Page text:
For the benifit of the community please create a new question on the forum for your KLM issue.

If you have any more question please let me know!

Kieran McCormickOct 13, 2015 at 11:18 pm
Carl Wallace
Oct 09, 2015
8:49 pm

If you can point me in that direction it would be most helpful. Where do I get the premium version of the installCertificateToKeystore method? I was under the impression I had obtained the premium SDKs. Any pointers to the right APIs or samples are welcome. Thanks.

Carl Wallace
Oct 13, 2015
8:27 pm

We have an MDM. Based on the developer guide description for your code sample, the MDM is creating a knox-b2b container. Independent of the sample code, I can click the Knox icon and run apps within that environment then click the Personal Space icon and return to the native side of the device and run apps there. The sample code I provided is pushed into the container by the MDM, where it exhibits the issues previously described (it works fine on the personal side).

Do the installCertificateToKeystore and getContainers calls only work in apps signed with the same key as used by the MDM's app (i.e., the entity that set up the container in which the apps are running in the first place)? If so, that would mean we cannot silently install certificates and keys using the Samsung APIs but must use the Android KeyChain API, which prompts the users.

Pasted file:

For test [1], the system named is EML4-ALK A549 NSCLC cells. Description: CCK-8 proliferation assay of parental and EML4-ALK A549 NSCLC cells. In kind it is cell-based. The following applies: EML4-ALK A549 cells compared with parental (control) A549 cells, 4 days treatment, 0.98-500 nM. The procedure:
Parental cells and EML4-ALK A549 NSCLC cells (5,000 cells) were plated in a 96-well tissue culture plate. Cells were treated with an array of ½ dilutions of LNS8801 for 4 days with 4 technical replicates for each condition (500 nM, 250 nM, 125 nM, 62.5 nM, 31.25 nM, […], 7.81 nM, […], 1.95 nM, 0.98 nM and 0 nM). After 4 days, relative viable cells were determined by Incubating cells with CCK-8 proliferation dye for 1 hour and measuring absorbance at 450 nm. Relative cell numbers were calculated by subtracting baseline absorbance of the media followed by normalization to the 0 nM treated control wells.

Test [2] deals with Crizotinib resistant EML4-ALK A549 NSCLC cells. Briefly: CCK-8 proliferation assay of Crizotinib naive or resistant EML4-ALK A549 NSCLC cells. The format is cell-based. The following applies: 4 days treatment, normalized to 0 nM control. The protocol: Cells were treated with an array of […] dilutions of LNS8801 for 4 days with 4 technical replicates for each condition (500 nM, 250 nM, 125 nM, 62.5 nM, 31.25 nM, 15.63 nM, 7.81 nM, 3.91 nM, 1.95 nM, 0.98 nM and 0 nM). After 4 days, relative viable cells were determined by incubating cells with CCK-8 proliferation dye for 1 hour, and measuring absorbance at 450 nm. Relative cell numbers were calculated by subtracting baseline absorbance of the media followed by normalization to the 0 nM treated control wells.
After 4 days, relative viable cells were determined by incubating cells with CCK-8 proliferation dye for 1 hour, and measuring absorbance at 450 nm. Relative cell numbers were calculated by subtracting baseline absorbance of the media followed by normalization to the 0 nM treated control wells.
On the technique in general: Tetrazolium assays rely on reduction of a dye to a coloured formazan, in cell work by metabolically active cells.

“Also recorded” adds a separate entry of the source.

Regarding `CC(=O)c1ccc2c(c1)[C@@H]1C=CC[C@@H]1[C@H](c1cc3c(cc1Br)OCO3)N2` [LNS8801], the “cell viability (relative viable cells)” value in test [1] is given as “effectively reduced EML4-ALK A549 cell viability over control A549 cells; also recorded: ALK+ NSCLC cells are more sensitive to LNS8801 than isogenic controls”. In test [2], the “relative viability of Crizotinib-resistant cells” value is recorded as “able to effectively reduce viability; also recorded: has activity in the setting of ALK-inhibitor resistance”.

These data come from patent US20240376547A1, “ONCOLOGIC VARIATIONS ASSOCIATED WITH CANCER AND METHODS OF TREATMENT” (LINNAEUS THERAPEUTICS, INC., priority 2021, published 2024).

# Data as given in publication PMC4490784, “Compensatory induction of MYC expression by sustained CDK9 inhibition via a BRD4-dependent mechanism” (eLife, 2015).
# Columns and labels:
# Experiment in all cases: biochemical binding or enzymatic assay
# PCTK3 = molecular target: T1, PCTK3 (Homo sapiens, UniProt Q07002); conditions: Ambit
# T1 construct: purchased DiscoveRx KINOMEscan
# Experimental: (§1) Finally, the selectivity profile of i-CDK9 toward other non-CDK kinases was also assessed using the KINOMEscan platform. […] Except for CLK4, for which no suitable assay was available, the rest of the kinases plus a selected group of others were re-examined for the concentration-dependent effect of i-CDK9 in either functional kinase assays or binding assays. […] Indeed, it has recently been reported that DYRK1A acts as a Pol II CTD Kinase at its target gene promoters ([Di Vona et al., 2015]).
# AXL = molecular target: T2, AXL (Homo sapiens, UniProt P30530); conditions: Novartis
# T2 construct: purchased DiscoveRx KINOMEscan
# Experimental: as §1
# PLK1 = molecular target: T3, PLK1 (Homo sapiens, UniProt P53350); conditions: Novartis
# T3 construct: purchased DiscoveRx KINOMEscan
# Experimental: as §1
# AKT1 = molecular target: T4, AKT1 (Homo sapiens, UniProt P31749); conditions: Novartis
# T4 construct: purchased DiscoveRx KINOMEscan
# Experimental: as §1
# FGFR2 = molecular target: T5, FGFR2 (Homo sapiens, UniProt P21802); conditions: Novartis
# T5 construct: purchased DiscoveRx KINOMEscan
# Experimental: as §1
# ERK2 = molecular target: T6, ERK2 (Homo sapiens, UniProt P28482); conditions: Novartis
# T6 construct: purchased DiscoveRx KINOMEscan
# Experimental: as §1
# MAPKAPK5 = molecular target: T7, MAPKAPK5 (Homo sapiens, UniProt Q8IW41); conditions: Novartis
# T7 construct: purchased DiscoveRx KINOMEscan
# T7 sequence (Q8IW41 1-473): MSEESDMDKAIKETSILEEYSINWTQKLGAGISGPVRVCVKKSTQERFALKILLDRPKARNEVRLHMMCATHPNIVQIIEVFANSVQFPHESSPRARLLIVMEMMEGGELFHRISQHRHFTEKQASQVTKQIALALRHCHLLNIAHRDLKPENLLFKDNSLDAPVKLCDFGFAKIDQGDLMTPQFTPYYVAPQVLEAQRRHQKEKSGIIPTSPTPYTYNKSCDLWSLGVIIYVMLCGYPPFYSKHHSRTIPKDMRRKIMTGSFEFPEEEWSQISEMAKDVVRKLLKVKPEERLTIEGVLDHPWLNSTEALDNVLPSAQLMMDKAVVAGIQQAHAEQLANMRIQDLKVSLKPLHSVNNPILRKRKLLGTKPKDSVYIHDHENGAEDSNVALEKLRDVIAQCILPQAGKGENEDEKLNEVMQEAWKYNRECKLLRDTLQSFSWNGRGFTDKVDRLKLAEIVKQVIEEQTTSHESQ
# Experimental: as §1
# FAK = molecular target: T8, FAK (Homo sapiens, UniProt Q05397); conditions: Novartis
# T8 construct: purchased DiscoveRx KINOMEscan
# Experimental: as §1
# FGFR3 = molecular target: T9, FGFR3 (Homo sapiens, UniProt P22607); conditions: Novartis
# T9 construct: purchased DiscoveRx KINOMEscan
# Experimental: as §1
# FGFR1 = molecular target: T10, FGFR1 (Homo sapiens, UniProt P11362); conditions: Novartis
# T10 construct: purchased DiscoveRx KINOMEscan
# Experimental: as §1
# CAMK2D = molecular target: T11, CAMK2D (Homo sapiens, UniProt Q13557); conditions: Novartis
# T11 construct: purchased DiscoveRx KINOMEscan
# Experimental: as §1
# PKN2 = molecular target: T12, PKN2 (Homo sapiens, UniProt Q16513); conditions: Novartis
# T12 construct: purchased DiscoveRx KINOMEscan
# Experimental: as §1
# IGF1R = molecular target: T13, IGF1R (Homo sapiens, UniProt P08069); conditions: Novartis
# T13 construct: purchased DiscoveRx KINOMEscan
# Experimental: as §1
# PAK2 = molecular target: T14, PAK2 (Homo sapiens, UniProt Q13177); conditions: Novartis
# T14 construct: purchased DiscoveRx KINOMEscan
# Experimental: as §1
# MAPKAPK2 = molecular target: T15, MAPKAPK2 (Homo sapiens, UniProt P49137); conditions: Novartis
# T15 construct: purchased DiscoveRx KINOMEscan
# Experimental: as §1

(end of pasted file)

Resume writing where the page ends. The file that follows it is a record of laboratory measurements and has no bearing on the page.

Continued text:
Hi Carl,

I apologize that this is taking so long to resolve, I have had trouble understanding your implementation. 

From what you have just said I gather that your implementation is as follows:

  1. You have an MDM on your personal side to:
    1. Silently install certificates to the personal side of the device.
    2. Create a container.
  2. Your MDM will then install a second MDM inside the container it has created.
    1. This Second MDM inside the container installs certificates silently to the container.

Is this correct?

Kieran McCormickOct 13, 2015 at 9:13 pm
Carl Wallace
Oct 15, 2015
4:44 pm

Thanks, and just to finsh this off, the "owner of the container" is effectively the key that signed the app that created the container?


Hi Carl

No, the owner of the container is more dependent on the API call "createContainer" itself.

It may be easiest if we look at the owner as just being assinged via the following API calls

The owner of the container would be the application that calls This method